For a while, in the late 1990s and early 2000s, Anne Heche – who was pronounced legally dead on August 12, aged 53, after being seriously injured in a series of car crashes in Los Angeles August 5 – was one of Hollywood’s most intriguing and magnetic young actors. Her delicate features and moon-like complexion could easily distract you from the trail of her keen intelligence. She was angelic, with an edge. Golden and fragile in appearance, she seemed ethereal, untouchable. But his timing still had an almost savage precision. She was a fascinating study in contrasts, as adept at sly comedy as she was in dramatic roles, and watching her was often a source of delight and wonder.
Heche won a Daytime Emmy in 1991 for her portrayal of twins Vicky Hudson and Marley Love on Another world, but cinephiles did not know her until a few years later: her performance in 1996 by Nicole Holofcener walk and talk, opposite Catherine Keener, was insightful and finely crafted, and the film, about lifelong best friends whose bond is shaken when one of them becomes engaged, has become a touchstone for many young women to the time. In 1997, she played the wife of undercover FBI agent Johnny Depp in Mike Newell’s mob drama. Donnie Brasco. Performance is a model of courage balanced against frailty; Heche’s Maggie may look like a porcelain figurine, but she fends off her increasingly restless husband with startling ferocity. And she looked great in Ivan Reitman’s 1998 largely forgotten rom-com Six days seven nights, as the editor of a fashion magazine who finds herself stranded on a remote island with the pilot who took her there, played by Harrison Ford. He’s a nimble, goofy pixie, perfectly matched with Ford’s deadpan, tiki-mug demeanor.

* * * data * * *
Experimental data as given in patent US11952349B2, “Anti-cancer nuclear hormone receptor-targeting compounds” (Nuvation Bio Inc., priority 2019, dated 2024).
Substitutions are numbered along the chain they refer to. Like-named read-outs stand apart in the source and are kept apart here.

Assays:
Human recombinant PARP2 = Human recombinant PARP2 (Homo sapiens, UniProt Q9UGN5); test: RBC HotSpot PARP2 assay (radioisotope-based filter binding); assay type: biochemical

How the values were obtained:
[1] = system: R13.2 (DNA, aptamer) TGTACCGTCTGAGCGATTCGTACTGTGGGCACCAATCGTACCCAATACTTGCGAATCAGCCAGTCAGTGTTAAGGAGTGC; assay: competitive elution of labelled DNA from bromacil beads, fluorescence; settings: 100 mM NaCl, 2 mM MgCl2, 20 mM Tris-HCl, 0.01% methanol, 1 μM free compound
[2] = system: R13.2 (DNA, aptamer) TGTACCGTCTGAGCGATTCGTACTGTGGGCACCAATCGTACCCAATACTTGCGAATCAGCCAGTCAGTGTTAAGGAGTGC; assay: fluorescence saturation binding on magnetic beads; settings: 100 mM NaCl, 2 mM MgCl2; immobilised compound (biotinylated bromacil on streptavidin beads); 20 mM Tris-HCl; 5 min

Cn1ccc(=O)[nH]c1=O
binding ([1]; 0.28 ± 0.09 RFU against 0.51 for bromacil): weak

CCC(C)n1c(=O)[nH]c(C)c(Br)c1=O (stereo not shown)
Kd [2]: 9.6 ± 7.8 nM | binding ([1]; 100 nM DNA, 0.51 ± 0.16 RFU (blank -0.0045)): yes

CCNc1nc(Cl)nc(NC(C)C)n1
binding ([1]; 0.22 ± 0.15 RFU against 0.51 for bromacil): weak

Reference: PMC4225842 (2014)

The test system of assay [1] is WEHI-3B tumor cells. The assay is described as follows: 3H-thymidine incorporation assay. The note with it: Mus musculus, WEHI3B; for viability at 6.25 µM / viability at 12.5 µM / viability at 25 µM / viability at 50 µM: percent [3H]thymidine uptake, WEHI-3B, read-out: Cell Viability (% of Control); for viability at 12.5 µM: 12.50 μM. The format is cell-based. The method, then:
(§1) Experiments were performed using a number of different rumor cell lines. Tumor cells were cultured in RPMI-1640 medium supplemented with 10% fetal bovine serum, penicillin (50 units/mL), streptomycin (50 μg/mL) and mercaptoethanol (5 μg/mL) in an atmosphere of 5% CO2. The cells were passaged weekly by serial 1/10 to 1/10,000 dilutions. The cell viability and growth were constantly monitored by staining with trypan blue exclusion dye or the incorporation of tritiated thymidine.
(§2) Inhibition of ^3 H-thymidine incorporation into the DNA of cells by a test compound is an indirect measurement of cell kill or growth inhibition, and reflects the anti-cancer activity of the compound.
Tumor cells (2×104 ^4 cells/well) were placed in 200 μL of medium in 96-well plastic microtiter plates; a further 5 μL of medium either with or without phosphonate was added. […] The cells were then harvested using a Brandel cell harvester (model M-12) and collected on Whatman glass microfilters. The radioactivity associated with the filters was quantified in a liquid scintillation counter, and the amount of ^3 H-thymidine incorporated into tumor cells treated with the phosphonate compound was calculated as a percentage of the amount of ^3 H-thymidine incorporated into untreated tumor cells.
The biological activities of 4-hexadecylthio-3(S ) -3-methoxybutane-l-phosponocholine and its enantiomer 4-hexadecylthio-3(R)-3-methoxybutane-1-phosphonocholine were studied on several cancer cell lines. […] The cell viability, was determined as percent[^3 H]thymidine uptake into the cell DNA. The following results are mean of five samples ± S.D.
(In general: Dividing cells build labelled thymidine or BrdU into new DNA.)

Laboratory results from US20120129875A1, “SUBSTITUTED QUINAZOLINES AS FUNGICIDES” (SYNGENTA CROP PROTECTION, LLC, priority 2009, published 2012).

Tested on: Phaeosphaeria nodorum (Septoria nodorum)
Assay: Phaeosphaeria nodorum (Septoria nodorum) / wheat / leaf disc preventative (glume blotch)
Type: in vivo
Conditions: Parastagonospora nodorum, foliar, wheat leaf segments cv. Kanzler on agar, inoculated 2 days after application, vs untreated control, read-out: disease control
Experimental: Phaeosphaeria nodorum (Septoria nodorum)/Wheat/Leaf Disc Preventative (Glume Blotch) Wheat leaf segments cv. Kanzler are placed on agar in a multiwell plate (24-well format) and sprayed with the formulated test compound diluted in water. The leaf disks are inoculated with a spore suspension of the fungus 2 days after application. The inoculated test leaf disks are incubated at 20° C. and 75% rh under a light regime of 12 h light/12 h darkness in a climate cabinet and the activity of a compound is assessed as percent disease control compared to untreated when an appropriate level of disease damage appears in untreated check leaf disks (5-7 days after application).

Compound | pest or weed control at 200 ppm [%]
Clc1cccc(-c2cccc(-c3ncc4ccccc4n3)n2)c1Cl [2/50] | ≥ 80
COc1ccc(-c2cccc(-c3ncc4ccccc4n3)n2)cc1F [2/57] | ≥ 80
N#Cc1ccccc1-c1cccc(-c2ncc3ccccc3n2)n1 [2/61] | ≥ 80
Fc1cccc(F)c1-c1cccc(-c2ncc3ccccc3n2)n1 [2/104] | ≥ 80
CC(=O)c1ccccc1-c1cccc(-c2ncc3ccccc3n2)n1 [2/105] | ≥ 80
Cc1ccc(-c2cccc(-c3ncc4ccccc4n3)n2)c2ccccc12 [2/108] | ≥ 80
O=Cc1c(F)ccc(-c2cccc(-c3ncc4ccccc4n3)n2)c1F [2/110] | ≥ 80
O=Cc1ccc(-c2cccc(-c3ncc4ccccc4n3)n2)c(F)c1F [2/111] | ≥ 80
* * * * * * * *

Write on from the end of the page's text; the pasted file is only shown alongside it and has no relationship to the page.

Although Heche’s career was likely derailed by her high-profile personal issues, she worked steadily over the next few decades, not just in independent films (Cedar Rapids, Catfight), but also in TV shows like Chicago PD and All stand up. In 2001, she took over the role of Catherine in David Auburn’s film Evidence on Broadway, earning acclaim in a role many thought had already been defined by her predecessors Mary-Louise Parker and Jennifer Jason Leigh.
Over the years, some have enjoyed taking on the easy target of Heche’s mental health and addiction issues. But playing amateur shrink – or worse, amateur judge – is a silly race at best and cruel at worst. There is no easy way to explain why some extremely gifted people can hardly bear to live with themselves, and to err on the side of compassion is rarely a mistake. Better remember Heche as a crazed, crazy heroine marooned on an island with a gruff hottie pilot. She filled this performance to the brim with joy, at no cost to us.
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